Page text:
sees certain colors or flashing lights it will lead into a seizure. What you should ask your Dr. to do is a special e.e.g. where
they flash different color lights one at a time and by doing that they can tell what colors will bother you the most.
Florescent green, amber, and bright white were the colors that bothered me the most.
Ask your Dr. to try you on Diamox this drug will help calm all of this down and it stops a motion sickness also.
I've been taking it for yrs. and it has reduced my seizure a lot.
I wish you the best of luck and May God Bless You!

Sue
 
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Hi Sue,

Thanks for the insight. Is the EEG where they flash different color lights have different results than just white? They flashed white lights at the EEG I had and it did trigger a seizure but there was no epileptic brain activity.

Al
 

Porkette

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Yes, they flashed different color strobe lights one at a time and this is how they found out what colors were triggering
the seizures. First it would be the white light flashing, they a florescent green, blue and many other colors. I wish you only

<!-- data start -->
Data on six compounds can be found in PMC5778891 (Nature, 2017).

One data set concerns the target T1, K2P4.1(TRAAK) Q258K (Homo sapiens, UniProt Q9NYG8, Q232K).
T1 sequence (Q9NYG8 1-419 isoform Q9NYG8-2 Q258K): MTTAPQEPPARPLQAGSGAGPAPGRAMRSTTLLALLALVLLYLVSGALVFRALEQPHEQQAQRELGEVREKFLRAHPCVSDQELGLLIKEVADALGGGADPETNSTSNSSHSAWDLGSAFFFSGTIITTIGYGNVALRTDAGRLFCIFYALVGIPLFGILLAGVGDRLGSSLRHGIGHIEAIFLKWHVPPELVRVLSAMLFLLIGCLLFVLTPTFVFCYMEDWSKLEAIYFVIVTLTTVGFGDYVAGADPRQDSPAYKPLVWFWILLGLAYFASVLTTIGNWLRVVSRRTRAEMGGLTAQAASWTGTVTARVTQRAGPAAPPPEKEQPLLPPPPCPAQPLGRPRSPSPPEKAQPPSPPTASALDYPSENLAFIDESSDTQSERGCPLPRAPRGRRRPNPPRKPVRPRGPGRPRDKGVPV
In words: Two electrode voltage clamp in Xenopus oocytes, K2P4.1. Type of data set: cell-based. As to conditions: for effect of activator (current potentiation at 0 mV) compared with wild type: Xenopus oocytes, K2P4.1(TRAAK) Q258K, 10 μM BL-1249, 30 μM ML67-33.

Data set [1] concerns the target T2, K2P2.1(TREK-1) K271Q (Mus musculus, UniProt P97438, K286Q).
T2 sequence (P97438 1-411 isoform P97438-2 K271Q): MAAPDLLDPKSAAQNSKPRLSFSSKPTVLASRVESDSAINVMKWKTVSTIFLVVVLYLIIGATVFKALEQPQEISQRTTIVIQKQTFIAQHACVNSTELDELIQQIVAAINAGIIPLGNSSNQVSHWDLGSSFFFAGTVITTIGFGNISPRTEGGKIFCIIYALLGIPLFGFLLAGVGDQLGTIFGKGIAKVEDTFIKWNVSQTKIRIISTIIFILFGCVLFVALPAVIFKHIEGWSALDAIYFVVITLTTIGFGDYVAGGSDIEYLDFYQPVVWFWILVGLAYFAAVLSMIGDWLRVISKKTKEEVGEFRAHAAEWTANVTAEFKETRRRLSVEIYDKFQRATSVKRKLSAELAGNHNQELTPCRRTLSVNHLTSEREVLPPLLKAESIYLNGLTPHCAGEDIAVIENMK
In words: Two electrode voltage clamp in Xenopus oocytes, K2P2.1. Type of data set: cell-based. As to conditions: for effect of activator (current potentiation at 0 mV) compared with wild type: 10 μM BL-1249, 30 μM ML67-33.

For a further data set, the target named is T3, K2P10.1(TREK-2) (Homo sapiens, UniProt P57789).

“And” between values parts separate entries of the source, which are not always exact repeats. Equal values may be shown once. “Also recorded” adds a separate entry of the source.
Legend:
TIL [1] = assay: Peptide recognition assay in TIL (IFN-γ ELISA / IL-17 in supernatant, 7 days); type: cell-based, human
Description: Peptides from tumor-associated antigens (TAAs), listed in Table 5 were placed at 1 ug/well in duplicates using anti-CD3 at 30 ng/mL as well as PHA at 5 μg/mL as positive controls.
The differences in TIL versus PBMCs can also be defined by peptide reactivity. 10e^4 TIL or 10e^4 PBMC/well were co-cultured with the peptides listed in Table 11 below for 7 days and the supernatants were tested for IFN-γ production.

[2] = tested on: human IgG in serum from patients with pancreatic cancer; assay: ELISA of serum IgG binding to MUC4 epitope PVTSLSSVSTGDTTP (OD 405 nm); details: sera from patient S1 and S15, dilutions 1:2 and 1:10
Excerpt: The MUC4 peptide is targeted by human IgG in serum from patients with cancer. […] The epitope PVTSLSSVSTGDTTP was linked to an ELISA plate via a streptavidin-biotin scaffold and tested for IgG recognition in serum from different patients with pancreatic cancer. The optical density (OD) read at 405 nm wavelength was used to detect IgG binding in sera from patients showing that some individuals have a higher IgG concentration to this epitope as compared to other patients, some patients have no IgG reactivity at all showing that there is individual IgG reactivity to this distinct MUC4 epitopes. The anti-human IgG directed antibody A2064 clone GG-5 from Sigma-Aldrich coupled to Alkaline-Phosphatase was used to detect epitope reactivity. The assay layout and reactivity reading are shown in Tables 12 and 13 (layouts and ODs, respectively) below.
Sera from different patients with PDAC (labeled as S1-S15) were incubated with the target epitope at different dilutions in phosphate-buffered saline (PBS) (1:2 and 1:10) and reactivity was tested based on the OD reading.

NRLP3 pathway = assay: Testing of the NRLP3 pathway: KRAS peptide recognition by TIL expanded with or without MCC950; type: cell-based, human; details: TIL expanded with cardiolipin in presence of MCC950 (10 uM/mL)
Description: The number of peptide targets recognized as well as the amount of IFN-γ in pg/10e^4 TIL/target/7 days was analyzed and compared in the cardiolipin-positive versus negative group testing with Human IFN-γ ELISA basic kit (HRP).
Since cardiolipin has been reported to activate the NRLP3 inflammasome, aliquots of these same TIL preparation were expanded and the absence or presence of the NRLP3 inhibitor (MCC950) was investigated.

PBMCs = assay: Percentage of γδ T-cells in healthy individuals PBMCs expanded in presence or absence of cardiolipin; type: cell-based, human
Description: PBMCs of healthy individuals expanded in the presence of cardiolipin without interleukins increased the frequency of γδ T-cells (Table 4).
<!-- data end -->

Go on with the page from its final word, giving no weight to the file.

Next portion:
the best of luck and May God Bless You!

Sue
 

Nakamova

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Hi AlDenteUmber --

You might be experiencing migraines (close cousins to epilepsy). Those can also be triggered by flickering lights or shadows, motion, etc. and aren't always accompanied by a headache. Sometimes there's a genetic component -- have any family members experienced similar symptoms? And sometimes they can be caused by head trauma. I experienced

If you can, get a second opinion from a different neurologist. Migraine or epilepsy meds may help, and are worth a try even in the absence of a confirming EEG. (Any neuro should know that a positive EEG can help rule in an epilepsy diagnosis, but a negative one can't rule it out).

In the meantime, keep a detailed journal of episodes (if you don't already). Look for other factors that may be contributing (such as fatigue or certain foods) and avoid them if possible. With both migraine and epilepsy, people can be sensitive to MSG, aspartame, red wine, cheese, etc. Specialized sunglasses might help cut down on the flicker. In the case of migraine, yoga and exercise can sometimes help as well.
 
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Hi Nakamova,

I had not realized that migraines don't have to include a headache. It is possible I could be experiencing migraines. None of my genetic relatives have migraines or epilepsy, but my grandma is also sensitive to flashing lights - just not quite as bad.

The more I look into neurological conditions it seems like there are a lot of unknowns. I wish the general public would understand this. It's pretty easy for me to avoid my triggers in my own home, but it's a lot harder to get other people to be accommodating without being able to point at a specific medical condition.